Jambo! (hello in Swahili)
Kenyan coffees are, for a lot of roasters, showcase coffees, despite the fact that neighbouring Ethiopia is the birthplace of coffee. So, why is this the case?
KENYA – origin
This eastern African country is home to the Great Rift Valley and the country’s savannah, is the kind of landscape that most people imagine Africa to look like…just think of the film ‘Out of Africa’ (which was in fact filmed in Kenya, just outside Nairobi) and if you’ve read ‘The White Masai’ (by Corinne Hoffman) then you’ll know what I’m talking about.
Although there are only two official languages, Swahili, and English, more than 60 are actually spoken in Kenya within the 40 (plus) ethnic groups.
Most people live in the highlands and Nairobi, Kenya’s capital sits at an altitude of 1,700 masl. The country borders 5 countries – Ethiopia, Tanzania, South Sudan, Uganda and Somalia – and the Indian Ocean.
COFFEE PRODUCTION IN KENYA
As an origin, Kenya has all of the geographical and climatic conditions to produce world-class coffee and quite frankly, it does.
Kenya’s soil is super fertile. The presence of an active volcano system and the presence of the Great Rift Valley – a geological wonder - are what make the soil rich in mineral nutrients, responsible for the flavour of the coffee produced there. In addition to this, the rich soil eliminates the need for the use of pesticides and fertilizers.
Sitting on the equator, Kenya has been gifted with a diverse range of mountains with Mount Kenya claiming second highest mountain in Africa. At altitudes of well over 1,800masl coffee grows freely on its slopes.
Kenya is fairly new to coffee growing and as mentioned above, although it is in close proximity to the birthplace of coffee, Ethiopia, it wasn’t until 1893 when coffee cultivation began. This is nearly 300 years after the plant was first cultivated for commercial purposes. The story goes, it was introduced by French Holy Ghost Fathers (Roman Catholic congregation of priests) who brought the trees from Reunion Island. The mission farms were located just outside Nairobi, the capital, and this is the centre of where coffee growing in Kenya was developed.
Later on, as a British colony – established in 1920 – Kenya became a powerful source for the Empire to control both the tea (already established in Kenya) and coffee market worldwide – which they did! Demand for coffee in Europe was high in the 1920s which made coffee, Kenya’s main cash crop for export.
KENYA’S COFFEE MARKET
Kenya achieved independence from the British in 1962 but it was well before this that Kenyans created and put systems in place that were proved to be very insightful when it came to selling their coffee.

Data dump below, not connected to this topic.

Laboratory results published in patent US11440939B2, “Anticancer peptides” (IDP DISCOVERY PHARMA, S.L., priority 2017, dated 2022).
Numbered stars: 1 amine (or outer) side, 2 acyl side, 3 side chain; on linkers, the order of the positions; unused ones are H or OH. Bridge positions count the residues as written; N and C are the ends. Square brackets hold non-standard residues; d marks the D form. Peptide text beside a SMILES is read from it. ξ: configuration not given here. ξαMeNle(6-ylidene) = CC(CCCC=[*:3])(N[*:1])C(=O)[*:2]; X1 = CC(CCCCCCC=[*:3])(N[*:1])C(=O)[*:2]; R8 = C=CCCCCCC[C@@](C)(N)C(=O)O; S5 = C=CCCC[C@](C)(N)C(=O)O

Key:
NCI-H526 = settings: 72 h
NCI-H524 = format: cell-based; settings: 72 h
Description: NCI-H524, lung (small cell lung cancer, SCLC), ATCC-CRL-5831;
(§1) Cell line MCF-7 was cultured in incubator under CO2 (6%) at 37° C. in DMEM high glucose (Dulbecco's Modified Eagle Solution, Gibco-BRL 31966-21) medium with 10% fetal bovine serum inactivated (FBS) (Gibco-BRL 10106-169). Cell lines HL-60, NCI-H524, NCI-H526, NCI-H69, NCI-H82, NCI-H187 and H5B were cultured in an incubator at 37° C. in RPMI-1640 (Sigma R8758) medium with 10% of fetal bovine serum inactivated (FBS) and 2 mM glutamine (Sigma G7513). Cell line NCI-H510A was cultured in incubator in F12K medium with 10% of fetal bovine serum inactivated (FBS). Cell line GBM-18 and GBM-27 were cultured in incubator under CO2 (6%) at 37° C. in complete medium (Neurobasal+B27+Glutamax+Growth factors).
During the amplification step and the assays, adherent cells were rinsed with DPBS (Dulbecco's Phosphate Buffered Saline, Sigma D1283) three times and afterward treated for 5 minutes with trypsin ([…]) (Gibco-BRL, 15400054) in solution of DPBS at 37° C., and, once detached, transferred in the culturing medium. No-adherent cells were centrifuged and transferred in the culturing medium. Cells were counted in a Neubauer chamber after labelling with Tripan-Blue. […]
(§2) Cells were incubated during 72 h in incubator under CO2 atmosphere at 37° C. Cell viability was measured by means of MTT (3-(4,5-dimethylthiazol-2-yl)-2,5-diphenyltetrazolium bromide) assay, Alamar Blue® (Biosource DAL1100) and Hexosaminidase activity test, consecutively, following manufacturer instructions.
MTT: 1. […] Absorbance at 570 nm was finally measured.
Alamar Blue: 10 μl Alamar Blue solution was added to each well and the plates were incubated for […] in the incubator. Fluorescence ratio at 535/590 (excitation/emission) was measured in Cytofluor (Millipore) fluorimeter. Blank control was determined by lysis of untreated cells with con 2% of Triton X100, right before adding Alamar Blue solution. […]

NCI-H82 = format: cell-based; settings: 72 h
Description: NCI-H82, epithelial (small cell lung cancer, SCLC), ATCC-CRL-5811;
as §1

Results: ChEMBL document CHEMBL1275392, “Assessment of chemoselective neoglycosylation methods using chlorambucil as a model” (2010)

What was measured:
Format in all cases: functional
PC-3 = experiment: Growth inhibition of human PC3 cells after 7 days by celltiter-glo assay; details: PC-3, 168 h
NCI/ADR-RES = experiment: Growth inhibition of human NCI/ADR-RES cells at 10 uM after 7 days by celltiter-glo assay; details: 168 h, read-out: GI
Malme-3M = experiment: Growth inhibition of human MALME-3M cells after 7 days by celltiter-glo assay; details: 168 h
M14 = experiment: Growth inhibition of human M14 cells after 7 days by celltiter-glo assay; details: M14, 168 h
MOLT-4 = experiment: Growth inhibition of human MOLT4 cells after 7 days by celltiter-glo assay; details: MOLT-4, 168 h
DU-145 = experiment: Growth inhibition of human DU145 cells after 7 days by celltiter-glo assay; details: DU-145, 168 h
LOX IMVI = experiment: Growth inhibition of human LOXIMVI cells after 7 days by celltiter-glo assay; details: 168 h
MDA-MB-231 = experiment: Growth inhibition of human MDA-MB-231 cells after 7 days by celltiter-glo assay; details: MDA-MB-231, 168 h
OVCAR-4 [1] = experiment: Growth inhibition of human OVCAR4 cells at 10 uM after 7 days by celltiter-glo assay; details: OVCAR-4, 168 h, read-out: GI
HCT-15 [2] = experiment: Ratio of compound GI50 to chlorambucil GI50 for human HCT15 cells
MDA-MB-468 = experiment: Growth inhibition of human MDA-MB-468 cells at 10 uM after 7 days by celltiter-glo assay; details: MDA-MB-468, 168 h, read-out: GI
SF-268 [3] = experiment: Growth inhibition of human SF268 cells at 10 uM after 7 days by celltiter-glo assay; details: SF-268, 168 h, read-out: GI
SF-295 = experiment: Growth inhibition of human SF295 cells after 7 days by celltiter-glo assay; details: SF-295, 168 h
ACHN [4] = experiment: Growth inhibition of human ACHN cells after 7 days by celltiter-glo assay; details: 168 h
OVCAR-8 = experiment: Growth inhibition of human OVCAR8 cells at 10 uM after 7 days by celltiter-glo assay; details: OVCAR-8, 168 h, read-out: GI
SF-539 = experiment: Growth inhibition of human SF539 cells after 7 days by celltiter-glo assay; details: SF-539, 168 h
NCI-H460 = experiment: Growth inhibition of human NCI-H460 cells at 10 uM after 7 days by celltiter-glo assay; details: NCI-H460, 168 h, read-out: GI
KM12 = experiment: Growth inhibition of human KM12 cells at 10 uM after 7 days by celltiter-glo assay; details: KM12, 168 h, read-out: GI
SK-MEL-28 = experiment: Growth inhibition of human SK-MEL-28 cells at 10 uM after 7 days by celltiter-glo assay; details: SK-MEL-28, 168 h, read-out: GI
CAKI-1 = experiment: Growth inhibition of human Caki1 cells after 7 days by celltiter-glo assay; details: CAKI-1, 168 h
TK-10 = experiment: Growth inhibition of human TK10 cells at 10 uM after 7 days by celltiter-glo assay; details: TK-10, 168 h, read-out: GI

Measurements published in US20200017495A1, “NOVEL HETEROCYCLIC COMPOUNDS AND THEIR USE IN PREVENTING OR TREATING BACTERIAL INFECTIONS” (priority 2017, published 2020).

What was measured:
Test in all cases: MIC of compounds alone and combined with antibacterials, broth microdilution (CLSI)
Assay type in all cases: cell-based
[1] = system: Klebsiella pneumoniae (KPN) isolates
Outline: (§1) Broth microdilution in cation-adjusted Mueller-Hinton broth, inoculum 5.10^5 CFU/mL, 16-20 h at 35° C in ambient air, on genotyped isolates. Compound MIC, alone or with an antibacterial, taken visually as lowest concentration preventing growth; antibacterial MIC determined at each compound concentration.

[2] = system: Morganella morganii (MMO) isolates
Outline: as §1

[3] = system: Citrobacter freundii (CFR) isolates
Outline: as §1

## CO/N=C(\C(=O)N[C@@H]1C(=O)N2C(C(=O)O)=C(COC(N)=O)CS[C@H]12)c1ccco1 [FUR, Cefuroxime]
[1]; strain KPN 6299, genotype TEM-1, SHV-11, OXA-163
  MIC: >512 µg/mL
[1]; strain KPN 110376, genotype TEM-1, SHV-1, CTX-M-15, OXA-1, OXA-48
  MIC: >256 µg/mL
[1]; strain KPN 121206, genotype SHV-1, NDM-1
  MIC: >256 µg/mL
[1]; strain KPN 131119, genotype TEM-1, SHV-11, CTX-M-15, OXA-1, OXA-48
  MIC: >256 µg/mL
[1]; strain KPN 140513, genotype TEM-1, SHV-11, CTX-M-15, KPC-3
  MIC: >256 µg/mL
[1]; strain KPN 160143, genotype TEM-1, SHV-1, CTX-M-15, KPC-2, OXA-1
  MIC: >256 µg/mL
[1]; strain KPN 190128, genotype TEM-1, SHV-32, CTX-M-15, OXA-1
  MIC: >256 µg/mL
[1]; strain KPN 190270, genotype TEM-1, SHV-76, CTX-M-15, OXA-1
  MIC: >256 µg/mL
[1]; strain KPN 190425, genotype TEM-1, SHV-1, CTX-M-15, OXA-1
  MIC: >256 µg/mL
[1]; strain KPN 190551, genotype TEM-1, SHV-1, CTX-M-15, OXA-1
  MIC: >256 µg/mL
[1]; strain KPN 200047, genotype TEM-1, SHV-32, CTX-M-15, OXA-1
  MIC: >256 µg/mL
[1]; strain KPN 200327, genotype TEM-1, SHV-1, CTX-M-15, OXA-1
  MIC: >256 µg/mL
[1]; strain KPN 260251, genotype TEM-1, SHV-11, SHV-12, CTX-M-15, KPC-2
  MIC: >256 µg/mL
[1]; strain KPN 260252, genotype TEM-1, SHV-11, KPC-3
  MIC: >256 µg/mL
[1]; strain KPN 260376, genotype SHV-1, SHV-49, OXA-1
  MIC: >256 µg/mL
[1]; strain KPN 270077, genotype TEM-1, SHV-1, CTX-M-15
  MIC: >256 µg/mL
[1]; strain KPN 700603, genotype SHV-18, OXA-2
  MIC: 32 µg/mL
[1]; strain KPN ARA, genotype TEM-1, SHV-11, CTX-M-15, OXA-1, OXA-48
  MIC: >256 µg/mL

The 1930s were significant years for Kenyans. Prior to 1934, coffee plantations were owned by the British and unfortunately operated with the Kenyans used as slaves. In 1931, the Coffee Board of Kenya was established and in 1934 the indigenous Kenyans were allowed to grow coffee on their own land.
Nairobi Coffee Exchange_Kenya_photo credit: Joe Morrocco
A year later, 1935, Kenya established an auction system which is still to this day unique. The auctions still take place at the Nairobi Coffee Exchange as the primary method for purchasing green coffee. Independence from the British came in 1963 and the coffee industry in Kenya was organised around this auction system – government led where coffees were and are auctioned weekly. This is seen as a system which is transparent and established a pricing system based on quality therefore higher quality lots got a higher price.
Nairobi Coffee Exchange_Kenya_photo credit: Joe Morrocco
How does the auction work?
Each estate or cooperative works with a marketing agency who is responsible to bringing the coffees to auction to of course sell to the highest bidder. There is a percentage that goes to the marketing agent (usually between 1.5-3% of the price of the coffee) and there is also a government tax on the sale of the coffee. Samples of the coffees get distributed (tendered) to the licensed exporters or ‘members’ of the Nairobi Coffee Exchange prior to the auction. The coffees to be auctioned get catalogued and printed – this becomes available through the Exchange. The agent bids on behalf of the exporter. Many exporters tend to bid on lots and sell them on privately to importers and roasters alike. The competition for the best lots is fierce especially for the known estates and cooperatives and for the most highly graded AA grade coffee beans.